Russia accuses Wagner chief of mutiny, orders his arrest

Kremlin has ordered arrest of Yevgeny Prigozhin, chief of Wagner mercenary group, after Russian intelligence accused him of calling for an "armed rebellion".

Moscow:  The Kremlin has ordered the arrest of Yevgeny Prigozhin, chief of the Wagner mercenary group, after Russian intelligence accused him of calling for an “armed rebellion”.

Late Friday night, the Federal Security Service (FSB) urged Wagner mercenaries to “stop the columns” and detain their leader after the latter vowed retaliation over the Russian military allegedly killing a “huge amount” of Wagner fighters during a strike on a camp earlier in the day, reports CNN.

Russian state TV also interrupted programming Friday night to report a Defence Ministry statement claiming Prigozhin’s comments “did not correspond to reality” and demanded him to halt “illegal actions”.

In the wake of the developments, security has been stepped up around Moscow and in the city of Rostov near southeast Ukraine, according to state media reports.

Earlier on Friday, Prigozhin claimed that his forces crossed the border into Russia from Ukraine, but did not give any proof to back his allegation, reports the BBC.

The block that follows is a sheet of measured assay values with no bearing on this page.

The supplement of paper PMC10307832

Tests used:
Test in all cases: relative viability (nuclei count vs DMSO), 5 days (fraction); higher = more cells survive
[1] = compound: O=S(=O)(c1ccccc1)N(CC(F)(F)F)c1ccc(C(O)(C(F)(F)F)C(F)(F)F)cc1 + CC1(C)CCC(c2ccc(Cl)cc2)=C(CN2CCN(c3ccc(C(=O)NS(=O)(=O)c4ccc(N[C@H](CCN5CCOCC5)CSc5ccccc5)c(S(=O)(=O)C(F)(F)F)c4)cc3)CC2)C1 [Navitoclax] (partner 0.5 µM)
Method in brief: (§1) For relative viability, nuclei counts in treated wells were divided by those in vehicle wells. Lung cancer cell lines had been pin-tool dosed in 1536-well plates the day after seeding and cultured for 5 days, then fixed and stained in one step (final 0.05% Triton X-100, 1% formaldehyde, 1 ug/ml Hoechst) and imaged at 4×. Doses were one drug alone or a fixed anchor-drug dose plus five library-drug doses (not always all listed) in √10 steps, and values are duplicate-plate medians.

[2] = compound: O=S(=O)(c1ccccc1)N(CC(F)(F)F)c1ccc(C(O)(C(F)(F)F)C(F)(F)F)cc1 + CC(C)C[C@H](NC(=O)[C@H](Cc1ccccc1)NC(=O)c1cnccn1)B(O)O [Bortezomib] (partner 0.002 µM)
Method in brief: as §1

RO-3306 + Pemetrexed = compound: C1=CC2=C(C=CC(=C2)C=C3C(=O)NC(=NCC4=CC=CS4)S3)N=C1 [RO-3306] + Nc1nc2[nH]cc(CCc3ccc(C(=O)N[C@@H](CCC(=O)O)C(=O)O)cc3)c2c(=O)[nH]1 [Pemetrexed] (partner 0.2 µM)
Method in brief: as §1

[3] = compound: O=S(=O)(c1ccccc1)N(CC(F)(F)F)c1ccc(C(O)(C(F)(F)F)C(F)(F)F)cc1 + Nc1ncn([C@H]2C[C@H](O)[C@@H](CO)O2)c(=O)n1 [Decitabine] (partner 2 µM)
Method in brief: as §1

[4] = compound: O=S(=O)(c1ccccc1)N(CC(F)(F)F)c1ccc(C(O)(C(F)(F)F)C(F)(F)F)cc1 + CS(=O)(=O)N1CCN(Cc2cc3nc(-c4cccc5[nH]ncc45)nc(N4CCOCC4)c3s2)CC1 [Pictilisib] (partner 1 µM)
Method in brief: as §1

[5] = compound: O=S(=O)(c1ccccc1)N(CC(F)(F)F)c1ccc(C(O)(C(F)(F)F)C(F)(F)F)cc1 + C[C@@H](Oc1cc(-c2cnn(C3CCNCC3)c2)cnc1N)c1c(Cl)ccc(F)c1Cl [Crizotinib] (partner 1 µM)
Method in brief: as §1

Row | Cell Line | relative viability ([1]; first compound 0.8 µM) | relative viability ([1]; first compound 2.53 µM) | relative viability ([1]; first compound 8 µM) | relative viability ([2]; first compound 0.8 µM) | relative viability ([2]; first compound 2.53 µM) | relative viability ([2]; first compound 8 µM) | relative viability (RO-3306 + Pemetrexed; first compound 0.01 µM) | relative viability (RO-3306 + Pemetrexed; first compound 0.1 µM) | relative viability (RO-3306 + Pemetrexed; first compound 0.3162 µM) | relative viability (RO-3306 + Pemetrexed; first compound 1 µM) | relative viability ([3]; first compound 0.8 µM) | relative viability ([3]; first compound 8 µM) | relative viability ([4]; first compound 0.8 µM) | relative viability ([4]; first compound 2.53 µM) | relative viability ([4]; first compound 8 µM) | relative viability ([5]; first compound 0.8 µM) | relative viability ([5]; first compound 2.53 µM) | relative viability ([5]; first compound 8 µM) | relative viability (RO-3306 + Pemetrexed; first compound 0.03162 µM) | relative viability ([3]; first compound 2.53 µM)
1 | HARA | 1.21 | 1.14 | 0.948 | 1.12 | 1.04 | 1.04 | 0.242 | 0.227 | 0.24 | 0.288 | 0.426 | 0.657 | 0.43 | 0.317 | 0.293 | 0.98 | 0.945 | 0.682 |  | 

“Many dozens, tens of thousands of lives, of Russian soldiers will be punished. I ask that nobody put up any resistance.”

He also said the “evil” in the Russian military leadership must be stopped and vowed to “march for justice”, but the Wagner chief clarified that he was not attempting a military coup

According to the Kremlin, President Vladimir Putin is aware of the situation and is receiving “constant” updates.

Since Russia launched its ongoing war against Ukraine in February 2022, there has been a power struggle between Prigozhin and Russian Defence Minister Sergei Shoigu, media reports say.

Their battle initially centred around Bakhmut — while the regular Russian army struggled elsewhere, the Wagner group managed to make gains.

Prigozhin used his forces’ success as an opportunity to build his own profile and criticise the troops under Shoigu, reports the BBC.

He accused the Defence Ministry of denying his mercenaries ammunition, even threatening to pull out.

And when victories occurred, both sides tried to take credit.

Prigozhin has however, always avoided criticising President Putin.

In the hours before the alleged attack on the Wagner camp, he posted more inflammatory comments on social media, accusing the Defence Ministry of deceiving Putin about the threat posed by Ukraine ahead of his February 2022 invasion, reports CNN.

He also questioned Russian motives for the war.

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